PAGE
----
Friday, November 27th
One of the highest points on the main island of the park is referred to as Boo Boo Hill. It provides an awesome panoramic view of the central Exumas. Legend has it that on a wild, stormy day many years ago, a luckless schooner sank off of Warderick Wells. All souls perished in the disaster, and not a single body was recovered for a Christian burial. It is said that if you climb to the crest of the hill at the bloom of the full moon, you can hear the voices of the lost souls singing hymns.
Tradition has it that leaving an offering to King Neptune and the sea gods at the top of BooBoo Hill will incur good sailing and safe passage. It has become custom for cruisers to leave something with their boat name on it (usually driftwood), and the date that they were here. We hadn’t run across any driftwood, so Scott painted a conch shell that he’d found while we were in the Berry Islands as our offering.
We’d planned to climb Boo Boo Hill on Thanksgiving morning, hoping to leave our shell and maybe find a speck of cell service to call home, but the winds were just too much to launch the Aluminum Princess. By today, things had eased somewhat, so we gave it a go.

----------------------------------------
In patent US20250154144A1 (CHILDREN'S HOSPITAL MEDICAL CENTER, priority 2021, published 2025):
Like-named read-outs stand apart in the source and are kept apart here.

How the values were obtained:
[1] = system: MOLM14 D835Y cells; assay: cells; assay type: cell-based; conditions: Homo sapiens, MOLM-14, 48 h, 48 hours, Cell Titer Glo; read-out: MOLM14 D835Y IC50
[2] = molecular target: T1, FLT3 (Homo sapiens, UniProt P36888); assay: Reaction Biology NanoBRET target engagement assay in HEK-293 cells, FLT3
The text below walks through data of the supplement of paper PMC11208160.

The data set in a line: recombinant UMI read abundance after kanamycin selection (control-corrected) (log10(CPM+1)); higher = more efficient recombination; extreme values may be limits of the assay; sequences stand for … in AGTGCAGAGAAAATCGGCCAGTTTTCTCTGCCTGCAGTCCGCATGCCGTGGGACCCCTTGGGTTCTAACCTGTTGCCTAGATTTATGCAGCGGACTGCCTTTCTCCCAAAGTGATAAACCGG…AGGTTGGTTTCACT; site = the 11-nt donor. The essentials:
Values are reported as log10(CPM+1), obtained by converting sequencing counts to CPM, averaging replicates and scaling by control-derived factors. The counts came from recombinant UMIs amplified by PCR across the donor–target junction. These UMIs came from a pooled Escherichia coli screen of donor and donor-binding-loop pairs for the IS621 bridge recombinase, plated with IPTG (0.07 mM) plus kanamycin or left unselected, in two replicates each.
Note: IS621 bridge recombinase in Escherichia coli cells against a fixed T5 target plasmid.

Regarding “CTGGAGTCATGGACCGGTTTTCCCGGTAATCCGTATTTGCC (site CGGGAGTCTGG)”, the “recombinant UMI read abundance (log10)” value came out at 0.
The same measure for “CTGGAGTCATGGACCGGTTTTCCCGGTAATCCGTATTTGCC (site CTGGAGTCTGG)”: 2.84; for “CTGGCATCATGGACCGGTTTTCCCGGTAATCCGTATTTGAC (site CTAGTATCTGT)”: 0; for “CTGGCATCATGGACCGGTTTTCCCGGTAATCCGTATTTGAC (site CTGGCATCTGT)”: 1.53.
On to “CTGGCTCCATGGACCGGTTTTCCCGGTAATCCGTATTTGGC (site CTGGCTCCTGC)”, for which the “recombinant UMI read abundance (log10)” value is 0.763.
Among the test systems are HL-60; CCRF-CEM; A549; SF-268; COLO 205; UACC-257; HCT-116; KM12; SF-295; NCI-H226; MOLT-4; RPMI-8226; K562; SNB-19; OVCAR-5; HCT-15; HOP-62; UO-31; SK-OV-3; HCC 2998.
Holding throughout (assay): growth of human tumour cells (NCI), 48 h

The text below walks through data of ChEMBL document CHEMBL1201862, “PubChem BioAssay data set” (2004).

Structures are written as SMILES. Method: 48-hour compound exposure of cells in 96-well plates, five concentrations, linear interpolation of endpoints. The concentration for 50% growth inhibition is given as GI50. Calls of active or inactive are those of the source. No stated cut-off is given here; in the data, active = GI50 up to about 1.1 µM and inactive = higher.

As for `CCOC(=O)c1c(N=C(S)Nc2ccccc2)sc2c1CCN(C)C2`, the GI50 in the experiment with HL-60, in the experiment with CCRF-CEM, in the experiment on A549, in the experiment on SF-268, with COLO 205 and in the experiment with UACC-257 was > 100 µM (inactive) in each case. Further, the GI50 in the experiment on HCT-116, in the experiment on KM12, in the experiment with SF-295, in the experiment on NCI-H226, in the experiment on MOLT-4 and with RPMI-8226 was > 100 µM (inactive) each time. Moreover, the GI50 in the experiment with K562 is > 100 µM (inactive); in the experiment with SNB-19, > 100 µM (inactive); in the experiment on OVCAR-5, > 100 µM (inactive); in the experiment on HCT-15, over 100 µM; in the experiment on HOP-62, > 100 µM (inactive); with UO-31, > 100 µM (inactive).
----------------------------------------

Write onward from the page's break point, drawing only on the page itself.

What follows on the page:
To get to shore, we had to anchor the Aluminum Princess off of a beach and wade in. We left dressed in shorts, and then changed into long pants, long-sleeved shirts, hats, and hiking boots. Any visible body part was coated in bug spray, and we were off. The trails were far from what I would call marked. Scott has done a fair amount of backpacking, and he agreed that they could be much better maintained. We had more than one “guess” at which way to go, but always managed to come out in the right place.
After a short hike up the first, smaller hill, we were already enjoying amazing views (that included our boat!).
As I’ve mentioned before, the terrain on the island changes dramatically. We started walking across coral rock, that resembles what I think would be on the moon’s surface.
That led us into thick fan palms, and then we came out to more rocky terrain along the cliffs leading down to the Atlantic.
From there, we traveled across sand and shrubs, and then made our way up Boo Boo Hill.
Once there, it looked like someone had dumped a pile of reject wood. The pile is quite thick and spreads across the top of the hill.
People have found many ways to leave their name on wood and other materials.
Some coming year after year, to mark their trip!
We left our “mark” on Boo Boo Hill.
After a short rest and enjoying more great views, we made our way back to the Butterfly Beach where we started.
We changed back into our wading clothes for the ride home, and I successfully eluded the bugs this time, what a victory!
Here more pictures of the beautiful scenery we walked through, and the awesome views (along with the usual sunset photos!).
“Shells Sink, Dreams Float. Life’s Good On Our Boat!”